As the opioid epidemic rages on, a new study published in the journal Pediatrics reveals that some dentists prescribe these powerful painkillers unnecessarily to many children, reports HealthDay.
For the study, researchers reviewed the medical records of children from Tennessee ages 2 to 17 who were enrolled in Medicaid between 1999 and 2014. Participants didn’t have severe conditions and weren’t diagnosed with substance abuse disorders.
Most prescriptions were for adolescents between ages 12 and 17. In addition, 30 percent of the prescriptions were written for kids between ages 6 and 11 and 20 percent for those 2 to 5 years old.
An estimated 15 percent of children received an opioid prescription in a given year. Overall, more than 1.3 million prescriptions for opioids were given to these kids during that time period.
Moreover, researchers found that one in every 2,611 opioid prescriptions doctors wrote during the study landed a child in the hospital and noted that three children died.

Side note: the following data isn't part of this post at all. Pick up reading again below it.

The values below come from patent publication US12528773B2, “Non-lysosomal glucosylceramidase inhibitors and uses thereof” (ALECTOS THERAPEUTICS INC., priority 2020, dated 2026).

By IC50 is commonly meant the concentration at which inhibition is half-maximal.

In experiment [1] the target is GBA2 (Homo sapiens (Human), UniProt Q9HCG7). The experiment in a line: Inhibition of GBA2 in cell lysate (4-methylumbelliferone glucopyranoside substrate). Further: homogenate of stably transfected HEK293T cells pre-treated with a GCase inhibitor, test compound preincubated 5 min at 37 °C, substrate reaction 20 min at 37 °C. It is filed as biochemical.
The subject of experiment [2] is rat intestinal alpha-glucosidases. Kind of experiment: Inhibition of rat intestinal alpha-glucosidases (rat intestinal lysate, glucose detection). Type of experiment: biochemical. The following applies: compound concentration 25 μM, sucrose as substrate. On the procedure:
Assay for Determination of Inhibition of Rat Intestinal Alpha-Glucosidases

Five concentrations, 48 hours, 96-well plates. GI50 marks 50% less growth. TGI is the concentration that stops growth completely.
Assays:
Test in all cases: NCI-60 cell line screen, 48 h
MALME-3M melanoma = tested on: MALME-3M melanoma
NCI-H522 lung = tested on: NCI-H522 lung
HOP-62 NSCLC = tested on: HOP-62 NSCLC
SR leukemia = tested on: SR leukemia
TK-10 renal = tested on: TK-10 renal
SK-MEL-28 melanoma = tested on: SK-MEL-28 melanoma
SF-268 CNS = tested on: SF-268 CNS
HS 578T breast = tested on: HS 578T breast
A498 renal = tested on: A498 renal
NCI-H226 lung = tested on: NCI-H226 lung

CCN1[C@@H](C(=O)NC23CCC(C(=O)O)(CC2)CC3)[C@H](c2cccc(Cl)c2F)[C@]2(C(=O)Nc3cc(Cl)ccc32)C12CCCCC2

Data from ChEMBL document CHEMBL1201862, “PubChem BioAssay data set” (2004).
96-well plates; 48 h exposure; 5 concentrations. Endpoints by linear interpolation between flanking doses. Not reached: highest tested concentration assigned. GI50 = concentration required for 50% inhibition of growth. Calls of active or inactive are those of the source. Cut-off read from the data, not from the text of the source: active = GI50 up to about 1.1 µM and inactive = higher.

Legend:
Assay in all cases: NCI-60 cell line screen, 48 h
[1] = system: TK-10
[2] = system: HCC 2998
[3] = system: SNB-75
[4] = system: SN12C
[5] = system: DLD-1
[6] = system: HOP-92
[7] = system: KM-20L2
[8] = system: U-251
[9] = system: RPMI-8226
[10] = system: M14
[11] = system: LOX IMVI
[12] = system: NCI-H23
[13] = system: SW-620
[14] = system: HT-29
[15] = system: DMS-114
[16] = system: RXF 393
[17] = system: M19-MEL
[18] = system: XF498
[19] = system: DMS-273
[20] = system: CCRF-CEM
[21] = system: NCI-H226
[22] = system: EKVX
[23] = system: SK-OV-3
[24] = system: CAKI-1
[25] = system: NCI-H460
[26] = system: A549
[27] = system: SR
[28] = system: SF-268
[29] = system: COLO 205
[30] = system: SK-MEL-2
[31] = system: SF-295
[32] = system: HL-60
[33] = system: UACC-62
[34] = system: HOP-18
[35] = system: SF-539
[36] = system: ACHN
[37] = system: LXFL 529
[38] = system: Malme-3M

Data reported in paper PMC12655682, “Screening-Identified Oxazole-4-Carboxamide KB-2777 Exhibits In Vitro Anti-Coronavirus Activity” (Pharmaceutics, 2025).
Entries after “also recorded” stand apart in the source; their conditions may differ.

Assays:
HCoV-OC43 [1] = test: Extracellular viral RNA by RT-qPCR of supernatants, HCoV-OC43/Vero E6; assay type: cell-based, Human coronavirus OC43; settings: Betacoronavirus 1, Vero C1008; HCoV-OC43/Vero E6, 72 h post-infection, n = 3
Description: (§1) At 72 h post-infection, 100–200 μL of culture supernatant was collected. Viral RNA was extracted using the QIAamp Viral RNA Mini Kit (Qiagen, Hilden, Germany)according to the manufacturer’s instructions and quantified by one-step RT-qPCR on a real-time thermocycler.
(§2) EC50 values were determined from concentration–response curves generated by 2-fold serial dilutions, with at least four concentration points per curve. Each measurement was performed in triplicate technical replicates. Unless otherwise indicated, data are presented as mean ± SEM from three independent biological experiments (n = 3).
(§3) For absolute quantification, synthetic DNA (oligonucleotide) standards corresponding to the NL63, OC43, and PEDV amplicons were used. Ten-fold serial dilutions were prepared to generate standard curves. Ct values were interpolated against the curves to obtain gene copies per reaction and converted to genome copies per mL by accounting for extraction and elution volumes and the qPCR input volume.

“A huge chunk of the opioids out there come from dentists,” said Elliot Krane, MD, a professor of anesthesiology and a pain management specialist at Stanford University, who wrote an editorial accompanying the study. “A dentist will remove a child’s wisdom teeth and then give them a week’s worth of Vicodin.”
He added, “Opioids are not even the best medicine for oral pain, and after a wisdom tooth extraction you need analgesics for a couple or three days but not necessarily for a whole week.”
Kids were mostly prescribed opioids for dental procedures (31.1 percent), followed by outpatient procedures or surgery (25.1 percent), trauma (18.1 percent) and infections (16.5 percent).
Krane doesn’t believe opioid use among children is necessarily a public health risk. But he does recommend that more research be done to determine the quantity of painkillers needed for different procedure, as well as whether opioids are appropriate for doctors to prescribe in specific instances.
Click here to learn how a global boom in opioid production may play a role in prescription drug abuse and help drive drug-related deaths.